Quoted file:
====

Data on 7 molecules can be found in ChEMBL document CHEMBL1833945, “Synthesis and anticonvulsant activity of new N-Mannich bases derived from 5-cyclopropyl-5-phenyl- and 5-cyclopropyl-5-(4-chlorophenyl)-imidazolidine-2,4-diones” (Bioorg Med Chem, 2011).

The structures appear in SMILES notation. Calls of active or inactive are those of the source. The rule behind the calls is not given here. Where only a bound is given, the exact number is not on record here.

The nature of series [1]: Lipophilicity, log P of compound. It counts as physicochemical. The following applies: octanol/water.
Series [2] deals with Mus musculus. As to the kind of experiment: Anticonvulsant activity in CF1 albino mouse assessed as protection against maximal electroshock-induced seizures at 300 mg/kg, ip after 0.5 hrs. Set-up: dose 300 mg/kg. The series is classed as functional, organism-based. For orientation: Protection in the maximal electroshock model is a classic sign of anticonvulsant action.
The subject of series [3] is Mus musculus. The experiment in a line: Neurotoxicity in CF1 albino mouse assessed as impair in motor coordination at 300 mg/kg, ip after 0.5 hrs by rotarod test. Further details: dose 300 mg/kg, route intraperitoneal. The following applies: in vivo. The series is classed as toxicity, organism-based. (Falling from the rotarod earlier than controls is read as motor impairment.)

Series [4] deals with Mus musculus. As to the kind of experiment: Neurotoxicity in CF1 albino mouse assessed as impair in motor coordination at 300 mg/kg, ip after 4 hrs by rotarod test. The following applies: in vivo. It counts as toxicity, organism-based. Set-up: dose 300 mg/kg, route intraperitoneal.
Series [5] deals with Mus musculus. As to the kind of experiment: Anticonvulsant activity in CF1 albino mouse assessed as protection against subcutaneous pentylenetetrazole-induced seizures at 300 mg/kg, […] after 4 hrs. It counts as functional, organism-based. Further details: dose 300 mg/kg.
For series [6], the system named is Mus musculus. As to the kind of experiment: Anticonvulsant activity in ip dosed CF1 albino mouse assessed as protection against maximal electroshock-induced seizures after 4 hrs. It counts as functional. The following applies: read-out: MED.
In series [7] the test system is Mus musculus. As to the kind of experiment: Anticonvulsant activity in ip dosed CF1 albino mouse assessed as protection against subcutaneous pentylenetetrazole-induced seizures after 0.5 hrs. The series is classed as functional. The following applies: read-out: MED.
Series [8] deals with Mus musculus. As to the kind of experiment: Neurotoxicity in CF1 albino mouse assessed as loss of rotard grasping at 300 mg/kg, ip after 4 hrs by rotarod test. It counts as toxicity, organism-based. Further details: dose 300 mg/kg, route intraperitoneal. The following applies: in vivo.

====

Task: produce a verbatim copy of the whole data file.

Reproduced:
Data on 7 molecules can be found in ChEMBL document CHEMBL1833945, “Synthesis and anticonvulsant activity of new N-Mannich bases derived from 5-cyclopropyl-5-phenyl- and 5-cyclopropyl-5-(4-chlorophenyl)-imidazolidine-2,4-diones” (Bioorg Med Chem, 2011).

The structures appear in SMILES notation. Calls of active or inactive are those of the source. The rule behind the calls is not given here. Where only a bound is given, the exact number is not on record here.

The nature of series [1]: Lipophilicity, log P of compound. It counts as physicochemical. The following applies: octanol/water.
Series [2] deals with Mus musculus. As to the kind of experiment: Anticonvulsant activity in CF1 albino mouse assessed as protection against maximal electroshock-induced seizures at 300 mg/kg, ip after 0.5 hrs. Set-up: dose 300 mg/kg. The series is classed as functional, organism-based. For orientation: Protection in the maximal electroshock model is a classic sign of anticonvulsant action.
The subject of series [3] is Mus musculus. The experiment in a line: Neurotoxicity in CF1 albino mouse assessed as impair in motor coordination at 300 mg/kg, ip after 0.5 hrs by rotarod test. Further details: dose 300 mg/kg, route intraperitoneal. The following applies: in vivo. The series is classed as toxicity, organism-based. (Falling from the rotarod earlier than controls is read as motor impairment.)

Series [4] deals with Mus musculus. As to the kind of experiment: Neurotoxicity in CF1 albino mouse assessed as impair in motor coordination at 300 mg/kg, ip after 4 hrs by rotarod test. The following applies: in vivo. It counts as toxicity, organism-based. Set-up: dose 300 mg/kg, route intraperitoneal.
Series [5] deals with Mus musculus. As to the kind of experiment: Anticonvulsant activity in CF1 albino mouse assessed as protection against subcutaneous pentylenetetrazole-induced seizures at 300 mg/kg, […] after 4 hrs. It counts as functional, organism-based. Further details: dose 300 mg/kg.
For series [6], the system named is Mus musculus. As to the kind of experiment: Anticonvulsant activity in ip dosed CF1 albino mouse assessed as protection against maximal electroshock-induced seizures after 4 hrs. It counts as functional. The following applies: read-out: MED.
In series [7] the test system is Mus musculus. As to the kind of experiment: Anticonvulsant activity in ip dosed CF1 albino mouse assessed as protection against subcutaneous pentylenetetrazole-induced seizures after 0.5 hrs. The series is classed as functional. The following applies: read-out: MED.
Series [8] deals with Mus musculus. As to the kind of experiment: Neurotoxicity in CF1 albino mouse assessed as loss of rotard grasping at 300 mg/kg, ip after 4 hrs by rotarod test. It counts as toxicity, organism-based. Further details: dose 300 mg/kg, route intraperitoneal. The following applies: in vivo.